IRA FLATOW, host:
This is TALK OF THE NATION/SCIENCE FRIDAY. I'm Ira Flatow.
There's a landmark trial going on in Harrisburg, Pennsylvania. It's been called a contemporary Scopes trial because once again, it pits creationists against biologists, but to be more precise, this time, a group of parents is suing the Dover, Pennsylvania, school board because the school board wants biology teachers to include an alternative to evolution in the science curriculum. Last year, the school board required that the biology curriculum include a statement that, `Evolution is a theory, not a fact,' and to offer intelligent design, what some see as a thinly veiled version of creationism, as an alternative in the classroom. Eleven Dover parents sued the school district, saying the board violated the constitutional separation of church and state. The trial started this week in federal court in Harrisburg, and there's speculation that it may go all the way to the Supreme Court.
Joining me now from the US District Court for the Middle District of Pennsylvania to talk about the first week of the trial is Chris Mooney. He's the Washington, DC, correspondent for Seed magazine and author of the book, "The Republican War on Science."
Welcome to SCIENCE FRIDAY.
Mr. CHRIS MOONEY (Seed Magazine): Thanks for having me.
FLATOW: And what's going on in the court today?
Mr. MOONEY: Yeah. I just left the courtroom, where John Haught, who's a theologian from Georgetown University, was testifying, and he is testifying on behalf of the plaintiffs, who are suing the Dover board, and he is the theological expert, and he was arguing that intelligent design is essentially religious in nature and traced it back to the natural theology tradition in Christian thought, going back to Thomas Aquinas.
FLATOW: So is that basically the tact this week as the plaintiffs present their case, to show that intelligent design is religion?
Mr. MOONEY: Exactly. They're drawing upon both experts, like Haught, and also experts in science and philosophy of science, and they're also drawing upon fact witnesses, so people from Dover, Pennsylvania, including the parents who are actually suing. They have been testifying as well to establish what actually happened when this policy was enacted, and they've been testifying that the board of education, when it enacted the policy, had pretty clear religious motivations.
FLATOW: And that they were finding a way then to bring this into the classroom.
Mr. MOONEY: Right.
FLATOW: And they're arguing that this violates the constitutional separation of church and state.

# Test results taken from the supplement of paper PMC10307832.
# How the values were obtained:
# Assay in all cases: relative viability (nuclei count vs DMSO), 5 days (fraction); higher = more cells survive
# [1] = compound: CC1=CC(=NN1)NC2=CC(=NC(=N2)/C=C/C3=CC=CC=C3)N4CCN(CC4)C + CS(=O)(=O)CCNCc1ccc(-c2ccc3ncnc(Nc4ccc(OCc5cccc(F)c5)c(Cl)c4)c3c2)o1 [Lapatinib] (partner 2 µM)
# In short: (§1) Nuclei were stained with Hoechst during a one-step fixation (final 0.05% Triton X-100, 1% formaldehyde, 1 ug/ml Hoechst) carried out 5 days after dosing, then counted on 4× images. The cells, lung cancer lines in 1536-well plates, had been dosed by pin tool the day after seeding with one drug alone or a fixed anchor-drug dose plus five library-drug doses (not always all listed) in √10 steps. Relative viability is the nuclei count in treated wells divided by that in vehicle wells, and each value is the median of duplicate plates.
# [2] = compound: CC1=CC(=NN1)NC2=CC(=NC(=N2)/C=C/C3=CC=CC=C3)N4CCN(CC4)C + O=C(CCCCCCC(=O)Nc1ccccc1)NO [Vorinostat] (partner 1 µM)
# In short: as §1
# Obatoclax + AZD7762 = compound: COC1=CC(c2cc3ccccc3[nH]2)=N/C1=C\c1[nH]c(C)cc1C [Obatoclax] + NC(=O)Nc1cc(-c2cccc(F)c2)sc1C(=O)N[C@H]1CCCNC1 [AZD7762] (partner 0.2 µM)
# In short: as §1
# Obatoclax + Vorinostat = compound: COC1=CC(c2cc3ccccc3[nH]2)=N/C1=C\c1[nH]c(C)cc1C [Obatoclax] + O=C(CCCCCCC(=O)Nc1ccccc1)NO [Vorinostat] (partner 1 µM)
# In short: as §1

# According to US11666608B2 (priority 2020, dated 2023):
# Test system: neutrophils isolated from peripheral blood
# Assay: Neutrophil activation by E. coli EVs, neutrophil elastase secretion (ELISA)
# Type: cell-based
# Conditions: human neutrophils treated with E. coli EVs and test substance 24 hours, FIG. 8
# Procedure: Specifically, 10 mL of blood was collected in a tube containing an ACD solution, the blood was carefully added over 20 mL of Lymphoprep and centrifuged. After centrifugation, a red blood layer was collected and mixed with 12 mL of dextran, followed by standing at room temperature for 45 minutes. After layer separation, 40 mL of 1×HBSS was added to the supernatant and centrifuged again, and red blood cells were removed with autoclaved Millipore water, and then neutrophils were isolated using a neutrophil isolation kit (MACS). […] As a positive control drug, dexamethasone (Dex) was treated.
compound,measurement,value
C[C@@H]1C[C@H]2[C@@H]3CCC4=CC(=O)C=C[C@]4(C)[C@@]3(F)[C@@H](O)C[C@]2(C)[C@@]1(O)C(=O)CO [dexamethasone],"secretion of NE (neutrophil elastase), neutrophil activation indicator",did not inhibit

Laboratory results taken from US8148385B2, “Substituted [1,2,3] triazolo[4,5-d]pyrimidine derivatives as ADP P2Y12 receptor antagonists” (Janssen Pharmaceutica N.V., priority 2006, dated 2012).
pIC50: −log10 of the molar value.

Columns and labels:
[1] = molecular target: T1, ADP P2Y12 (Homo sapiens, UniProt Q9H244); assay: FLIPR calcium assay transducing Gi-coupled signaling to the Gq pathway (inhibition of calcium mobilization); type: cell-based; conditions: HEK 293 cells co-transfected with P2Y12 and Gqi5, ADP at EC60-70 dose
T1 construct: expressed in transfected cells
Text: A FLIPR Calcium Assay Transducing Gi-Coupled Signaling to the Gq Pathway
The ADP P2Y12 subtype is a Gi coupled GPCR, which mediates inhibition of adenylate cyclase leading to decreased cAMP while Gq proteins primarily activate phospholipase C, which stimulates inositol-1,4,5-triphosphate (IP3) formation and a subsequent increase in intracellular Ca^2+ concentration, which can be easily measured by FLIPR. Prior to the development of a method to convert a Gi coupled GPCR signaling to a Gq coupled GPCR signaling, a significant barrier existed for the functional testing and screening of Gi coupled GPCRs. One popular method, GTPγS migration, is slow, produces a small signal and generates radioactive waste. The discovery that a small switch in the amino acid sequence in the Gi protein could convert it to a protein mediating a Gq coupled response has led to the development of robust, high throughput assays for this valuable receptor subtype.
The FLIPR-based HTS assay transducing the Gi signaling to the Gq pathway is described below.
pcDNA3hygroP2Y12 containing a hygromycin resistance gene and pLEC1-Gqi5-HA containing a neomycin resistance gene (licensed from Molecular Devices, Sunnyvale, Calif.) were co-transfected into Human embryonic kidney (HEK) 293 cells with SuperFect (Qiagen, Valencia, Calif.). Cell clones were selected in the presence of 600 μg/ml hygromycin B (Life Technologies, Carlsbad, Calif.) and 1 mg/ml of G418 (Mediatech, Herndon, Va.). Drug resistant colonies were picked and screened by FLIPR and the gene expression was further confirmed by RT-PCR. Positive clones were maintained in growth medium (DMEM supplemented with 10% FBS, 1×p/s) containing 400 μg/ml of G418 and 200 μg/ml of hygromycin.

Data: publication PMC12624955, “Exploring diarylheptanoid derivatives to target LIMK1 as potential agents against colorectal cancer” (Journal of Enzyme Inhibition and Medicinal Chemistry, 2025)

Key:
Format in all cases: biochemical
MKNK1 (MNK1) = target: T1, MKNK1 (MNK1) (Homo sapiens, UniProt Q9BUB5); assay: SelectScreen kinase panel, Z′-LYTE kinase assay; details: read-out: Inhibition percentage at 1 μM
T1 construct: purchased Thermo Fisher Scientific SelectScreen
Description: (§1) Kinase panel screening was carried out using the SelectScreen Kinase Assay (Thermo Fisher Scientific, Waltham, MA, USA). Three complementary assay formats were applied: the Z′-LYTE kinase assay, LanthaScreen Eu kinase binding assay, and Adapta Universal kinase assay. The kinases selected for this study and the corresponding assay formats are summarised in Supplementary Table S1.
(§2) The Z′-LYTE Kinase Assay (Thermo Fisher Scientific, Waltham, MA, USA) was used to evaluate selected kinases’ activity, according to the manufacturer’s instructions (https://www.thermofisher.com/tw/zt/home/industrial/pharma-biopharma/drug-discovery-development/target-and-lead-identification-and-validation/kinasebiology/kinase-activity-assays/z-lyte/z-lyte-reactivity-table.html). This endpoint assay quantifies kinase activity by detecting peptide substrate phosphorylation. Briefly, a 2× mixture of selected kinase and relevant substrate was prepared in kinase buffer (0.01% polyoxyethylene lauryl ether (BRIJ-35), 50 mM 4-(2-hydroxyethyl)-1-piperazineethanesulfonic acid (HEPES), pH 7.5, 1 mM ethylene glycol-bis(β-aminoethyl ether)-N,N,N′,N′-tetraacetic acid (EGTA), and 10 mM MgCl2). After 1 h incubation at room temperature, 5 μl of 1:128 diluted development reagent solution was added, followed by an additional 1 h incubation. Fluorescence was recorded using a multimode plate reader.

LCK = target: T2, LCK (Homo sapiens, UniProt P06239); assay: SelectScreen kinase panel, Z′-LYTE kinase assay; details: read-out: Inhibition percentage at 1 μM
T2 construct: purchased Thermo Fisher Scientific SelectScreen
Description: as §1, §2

Mr. MOONEY: That's right. The part of the First Amendment, called the establishment clause, which is often referred to as the separation of church and state, and what the plaintiffs' attorneys have to argue--this is the American Civil Liberties Union, Pepper Hamilton Law Firm, and Americans United for Separation of Church and State--is that the intelligent design policy has either the purpose or the effect of advancing religion, and if that's the case, then it is unconstitutional.
FLATOW: And this is--do you feel that this is a good argument on their side?
Mr. MOONEY: Yeah. I actually feel that their argument is really quite strong, that it's fairly easy to fit intelligent design into previous court precedents from the Supreme Court that have already said you can't teach creation science, because creation science is religion, not science. That was a 1987 case out of Louisiana that the Supreme Court decided. All the attorneys for the plaintiffs have to do is make the court apply that precedent to intelligent design, and so they're trying to draw a strong connection between intelligent design and creationism, and it helps them that they have presented evidence suggesting that the Dover board, before it started talking about intelligent design, was talking about creationism.
FLATOW: And they have been presenting that evidence this week.
Mr. MOONEY: Right.
FLATOW: Have plain old residents of Dover been testifying also?
Mr. MOONEY: Yeah. There have been members of the community certainly testifying and talking about actually a lot of the religious kind of strife that this has engendered in the community. Actually, that's been some of the most powerful part of the testimony. For example, you had former board members testifying against their former friends on the board who enacted the policy, people who resigned, talking about how actually they had been labeled atheists when they resigned from the board.
FLATOW: So they're painting this that you have to be an atheist, you know, to teach evolution.
Mr. MOONEY: Yeah. I mean, I think that that's some of the sentiment that is out there, at least for some people...